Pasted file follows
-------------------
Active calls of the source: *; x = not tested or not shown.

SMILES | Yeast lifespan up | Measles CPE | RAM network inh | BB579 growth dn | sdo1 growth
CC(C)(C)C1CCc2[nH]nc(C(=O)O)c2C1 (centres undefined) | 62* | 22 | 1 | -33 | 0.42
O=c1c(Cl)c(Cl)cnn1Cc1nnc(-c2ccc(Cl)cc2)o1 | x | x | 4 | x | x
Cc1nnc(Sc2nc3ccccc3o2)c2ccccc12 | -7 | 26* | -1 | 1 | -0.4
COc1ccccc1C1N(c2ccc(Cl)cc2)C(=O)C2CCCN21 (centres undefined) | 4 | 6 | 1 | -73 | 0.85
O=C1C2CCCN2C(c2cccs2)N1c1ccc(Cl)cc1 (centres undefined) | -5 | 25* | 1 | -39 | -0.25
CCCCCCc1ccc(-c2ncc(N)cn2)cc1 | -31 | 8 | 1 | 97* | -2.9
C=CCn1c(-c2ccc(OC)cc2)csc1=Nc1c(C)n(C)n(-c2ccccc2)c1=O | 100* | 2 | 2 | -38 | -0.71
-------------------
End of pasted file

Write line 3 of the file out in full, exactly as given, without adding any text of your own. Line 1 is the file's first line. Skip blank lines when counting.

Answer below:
CC(C)(C)C1CCc2[nH]nc(C(=O)O)c2C1 (centres undefined) | 62* | 22 | 1 | -33 | 0.42